Stacy Leeds is an experienced leader in law, higher education, governance and economic development. She is the Foundation Professor of Law and Leadership at Arizona State University Sandra Day O’Connor College of Law.
Leeds is Dean Emeritus, University of Arkansas School of Law. She also served as the inaugural Vice Chancellor for Economic Development at the University of Arkansas, leading the university’s mission to expand outreach, commercialization and entrepreneurial activities. During her tenure as a law dean, Arkansas Law achieved the highest-ever rankings: No. 1 Best Value in Legal Education (National Jurist 2014) and 33rd among public law schools (U.S. News 2014). She was the first Indigenous woman to lead a law school.
Monte Mills is an associate professor and co-director of the Margery Hunter Brown Indian Law Clinic at the Alexander Blewett III School of Law at the University of Montana. He teaches a variety of Indian law courses and works with clinical students on a range of legal matters in the Indian Law Clinic. Prior to joining the faculty at the Alexander Blewett III School of Law at the University of Montana, Monte was the Director of the Legal Department for the Southern Ute Indian Tribe in Colorado, an in-house counsel department that he helped organize and implement in 2005 following completion of a unique two-year in-house attorney training program. As Director of the Tribe's Legal Department, Monte represented and counseled the Tribe on a broad array of issues, including litigation in tribal, state and federal courts, legislative matters before the Colorado General Assembly and the United States Congress, and internal tribal matters such as contracting, code-drafting, and gaming issues.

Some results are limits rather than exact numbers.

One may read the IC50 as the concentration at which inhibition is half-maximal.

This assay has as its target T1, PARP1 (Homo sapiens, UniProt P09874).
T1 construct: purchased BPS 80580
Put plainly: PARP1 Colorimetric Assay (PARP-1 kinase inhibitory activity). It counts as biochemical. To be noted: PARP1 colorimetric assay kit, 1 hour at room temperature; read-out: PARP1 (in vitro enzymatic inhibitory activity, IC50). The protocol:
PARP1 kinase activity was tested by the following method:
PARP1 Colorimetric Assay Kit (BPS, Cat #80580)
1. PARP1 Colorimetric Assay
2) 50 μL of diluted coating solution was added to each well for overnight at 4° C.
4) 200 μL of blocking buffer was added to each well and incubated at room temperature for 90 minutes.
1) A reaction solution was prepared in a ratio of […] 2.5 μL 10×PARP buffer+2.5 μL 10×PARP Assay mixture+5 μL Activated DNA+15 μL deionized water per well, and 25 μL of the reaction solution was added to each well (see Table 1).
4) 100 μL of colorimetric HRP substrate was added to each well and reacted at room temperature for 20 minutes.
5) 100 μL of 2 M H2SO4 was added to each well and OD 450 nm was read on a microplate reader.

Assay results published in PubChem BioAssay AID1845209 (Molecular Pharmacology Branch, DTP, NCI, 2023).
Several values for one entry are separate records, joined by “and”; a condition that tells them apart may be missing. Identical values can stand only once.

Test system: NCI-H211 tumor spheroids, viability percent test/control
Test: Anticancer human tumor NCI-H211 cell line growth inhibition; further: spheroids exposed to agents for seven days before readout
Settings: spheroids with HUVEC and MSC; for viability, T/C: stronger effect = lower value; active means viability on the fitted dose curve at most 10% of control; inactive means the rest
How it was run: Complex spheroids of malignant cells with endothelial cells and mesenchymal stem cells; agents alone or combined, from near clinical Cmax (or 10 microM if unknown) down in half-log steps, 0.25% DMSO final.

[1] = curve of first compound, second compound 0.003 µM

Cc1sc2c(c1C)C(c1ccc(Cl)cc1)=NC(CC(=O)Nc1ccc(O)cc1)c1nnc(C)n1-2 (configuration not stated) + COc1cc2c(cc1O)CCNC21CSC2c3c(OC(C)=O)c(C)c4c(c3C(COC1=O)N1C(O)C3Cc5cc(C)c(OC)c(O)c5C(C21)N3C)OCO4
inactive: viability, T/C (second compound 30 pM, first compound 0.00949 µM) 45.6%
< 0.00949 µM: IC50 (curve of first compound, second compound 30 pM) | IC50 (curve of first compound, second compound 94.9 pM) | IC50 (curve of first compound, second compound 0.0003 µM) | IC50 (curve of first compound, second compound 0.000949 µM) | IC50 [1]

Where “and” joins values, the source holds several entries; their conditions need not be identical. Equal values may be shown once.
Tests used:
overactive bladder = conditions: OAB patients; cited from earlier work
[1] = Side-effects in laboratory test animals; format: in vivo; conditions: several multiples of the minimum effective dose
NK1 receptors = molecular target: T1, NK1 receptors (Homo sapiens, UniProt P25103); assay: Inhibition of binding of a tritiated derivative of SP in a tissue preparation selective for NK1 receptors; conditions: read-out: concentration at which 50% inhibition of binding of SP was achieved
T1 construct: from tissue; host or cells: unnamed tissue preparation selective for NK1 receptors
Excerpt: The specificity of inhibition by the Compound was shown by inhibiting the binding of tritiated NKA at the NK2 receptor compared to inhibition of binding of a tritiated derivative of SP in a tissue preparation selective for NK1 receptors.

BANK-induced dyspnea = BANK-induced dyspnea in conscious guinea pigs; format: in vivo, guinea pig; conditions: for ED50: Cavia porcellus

Matt joined NARF’s Anchorage office in March 2013.
Matt grew up in Fairbanks, Alaska. He graduated cum laude from the University of Alaska Fairbanks with a B.A. in Political Science. He received his J.D. from the University of Montana School of Law in 2012.
During law school, Matt was an officer in UM’s NALSA branch and the Managing Editor for the Public Land and Resources Law Review. At graduation, he received the Eddie McClure Service Award from Indian Law Section of the Montana State Bar for his work as a student attorney for the Indian Law Clinic. During law school, Matt clerked for the U.S. Attorney’s Office in Helena, Montana, where he worked on Major Crimes Act prosecutions pending before Montana federal District Courts and the Ninth Circuit Court of Appeals. After graduation, he served as a law clerk for Superior Court Judge Carl J.D. Bauman in Kenai, Alaska.
Kate Puddister is an assistant professor in the Department of Political Science at the University of Guelph and she contributes to the Criminal Justice and Public Policy (CJPP) and the Criminology and Criminal Justice Policy (CCJP) programs.